All other citizens of the six designated countries – Iran, Libya, Somalia, Syria, Sudan and Yemen – may be barred from entering the U.S. for 90 days. The Court also upheld a 120-day suspension of the U.S. refugee resettlement program, and a reduction of the annual cap from 110,000, as former President Obama had planned, to 50,000. In fiscal 2016, the U.S. admitted 85,000 refugees.
Make your voice heard and support safe communities!
From the Boston Tea Party to the anti-slavery and marriage equality movements, Massachusetts has been a leader on civil rights. Today we need to see that kind of courage on behalf of immigrants and Muslims in our communities.
Immigrants are one-sixth of Massachusetts’ population and an integral part of our social fabric. Yet under the Trump administration, they are being demonized and targeted for mass deportation. The administration is counting on state and local law enforcement to serve as “force multipliers” for its crackdown on immigrants. The Safe Communities Act would prevent that from happening in our Commonwealth.
The Safe Communities Act asserts Massachusetts values and protects the civil rights, safety and well-being of all residents by drawing a clear line between immigration enforcement and public safety. Sponsored by State Sen. Jamie Eldridge (S.1305) and State Rep. Juana Matías (H.3269)., it ensures that our tax dollars are not used to help the Trump Administration deport immigrant families or create a Muslim registry.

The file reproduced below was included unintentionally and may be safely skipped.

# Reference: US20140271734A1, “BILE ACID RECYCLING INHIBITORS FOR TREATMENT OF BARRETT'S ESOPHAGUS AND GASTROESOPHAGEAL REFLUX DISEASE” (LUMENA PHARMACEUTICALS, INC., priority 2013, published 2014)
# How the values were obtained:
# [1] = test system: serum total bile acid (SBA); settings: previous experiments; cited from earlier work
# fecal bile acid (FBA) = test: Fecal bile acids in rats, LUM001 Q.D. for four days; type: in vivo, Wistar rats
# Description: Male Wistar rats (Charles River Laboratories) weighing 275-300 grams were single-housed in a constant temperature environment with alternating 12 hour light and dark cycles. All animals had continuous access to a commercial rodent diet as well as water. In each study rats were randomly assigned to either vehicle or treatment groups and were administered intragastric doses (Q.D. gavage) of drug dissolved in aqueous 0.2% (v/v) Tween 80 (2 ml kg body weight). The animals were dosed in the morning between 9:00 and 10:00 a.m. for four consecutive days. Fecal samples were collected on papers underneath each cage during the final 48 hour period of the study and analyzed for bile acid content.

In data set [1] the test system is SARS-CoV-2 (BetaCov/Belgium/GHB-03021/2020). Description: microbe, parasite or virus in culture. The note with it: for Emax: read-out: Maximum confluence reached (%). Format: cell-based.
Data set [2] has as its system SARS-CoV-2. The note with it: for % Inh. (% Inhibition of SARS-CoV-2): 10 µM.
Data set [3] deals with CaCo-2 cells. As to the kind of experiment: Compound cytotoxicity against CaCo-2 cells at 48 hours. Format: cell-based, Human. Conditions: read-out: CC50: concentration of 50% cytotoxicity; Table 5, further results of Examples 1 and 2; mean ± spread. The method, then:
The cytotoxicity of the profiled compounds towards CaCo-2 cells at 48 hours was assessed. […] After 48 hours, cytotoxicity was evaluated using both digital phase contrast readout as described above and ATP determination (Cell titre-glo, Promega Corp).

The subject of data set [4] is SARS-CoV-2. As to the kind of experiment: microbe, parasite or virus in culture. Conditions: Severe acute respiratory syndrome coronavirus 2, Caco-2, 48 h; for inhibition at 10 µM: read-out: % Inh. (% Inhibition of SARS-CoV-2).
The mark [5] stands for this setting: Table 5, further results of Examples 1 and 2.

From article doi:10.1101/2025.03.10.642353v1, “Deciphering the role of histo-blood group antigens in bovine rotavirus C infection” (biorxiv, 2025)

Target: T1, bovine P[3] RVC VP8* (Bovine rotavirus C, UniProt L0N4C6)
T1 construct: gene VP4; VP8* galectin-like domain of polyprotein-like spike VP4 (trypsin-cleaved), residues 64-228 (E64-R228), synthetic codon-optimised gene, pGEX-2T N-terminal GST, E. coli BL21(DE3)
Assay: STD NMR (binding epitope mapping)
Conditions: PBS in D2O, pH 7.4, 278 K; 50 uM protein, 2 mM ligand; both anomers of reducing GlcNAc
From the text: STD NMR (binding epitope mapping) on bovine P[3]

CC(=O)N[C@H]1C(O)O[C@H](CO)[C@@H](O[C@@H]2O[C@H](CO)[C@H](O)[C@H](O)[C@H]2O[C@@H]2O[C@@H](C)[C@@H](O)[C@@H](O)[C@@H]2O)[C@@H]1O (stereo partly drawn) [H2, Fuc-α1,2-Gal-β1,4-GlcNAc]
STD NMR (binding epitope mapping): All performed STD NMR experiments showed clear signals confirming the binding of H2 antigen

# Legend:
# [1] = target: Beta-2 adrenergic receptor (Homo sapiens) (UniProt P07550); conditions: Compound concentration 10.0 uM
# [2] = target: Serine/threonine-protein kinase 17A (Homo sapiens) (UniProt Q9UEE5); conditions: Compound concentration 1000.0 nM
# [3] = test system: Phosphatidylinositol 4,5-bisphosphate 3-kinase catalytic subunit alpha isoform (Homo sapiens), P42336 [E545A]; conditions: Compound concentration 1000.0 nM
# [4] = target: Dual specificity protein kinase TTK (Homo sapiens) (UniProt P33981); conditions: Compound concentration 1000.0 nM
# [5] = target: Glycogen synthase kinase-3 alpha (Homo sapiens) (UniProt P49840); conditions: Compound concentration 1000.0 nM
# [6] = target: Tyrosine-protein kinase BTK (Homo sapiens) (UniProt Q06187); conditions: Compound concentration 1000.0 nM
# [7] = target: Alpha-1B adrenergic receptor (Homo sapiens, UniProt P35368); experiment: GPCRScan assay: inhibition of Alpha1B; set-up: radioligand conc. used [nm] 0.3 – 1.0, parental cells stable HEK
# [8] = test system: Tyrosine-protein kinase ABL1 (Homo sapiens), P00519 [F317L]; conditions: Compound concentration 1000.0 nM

Nearly half the Massachusetts Legislature has co-sponsored the bill, and more than 100 organizations have endorsed it so far. On June 9, 2017, hundreds of people came to show their support at a hearing by the Joint Committee on Public Safety and Homeland Security, with testimony from elected officials, to civil rights leaders, health care providers, educators and community members.
Now we need your help to keep up the momentum!
Good news for Dreamers – but not for immigrant parents
BOSTON, June 16, 2017 – U.S. Homeland Security Secretary John F. Kelly said yesterday that the Deferred Action for Childhood Arrivals (DACA) program will remain in effect – though a Homeland Security spokesman said today that the future of DACA “continues to be under review with the administration.”
Secretary Kelly’s update on DACA came on the fifth anniversary of the establishment of the program, a single line in a larger announcement that President Obama’s 2014 memorandum creating the Deferred Action for Parents of Americans and Lawful Permanent Residents (DAPA) program, which has been blocked by court action, is being rescinded.
“We are pleased and relieved to see DACA continue at least for now, despite the president’s campaign promises to eliminate the program,” said Eva A. Millona, executive director of MIRA. “Since DACA started, more than 7,900 Massachusetts residents have successfully applied, with huge benefits not only for these young people, but for our entire communities.”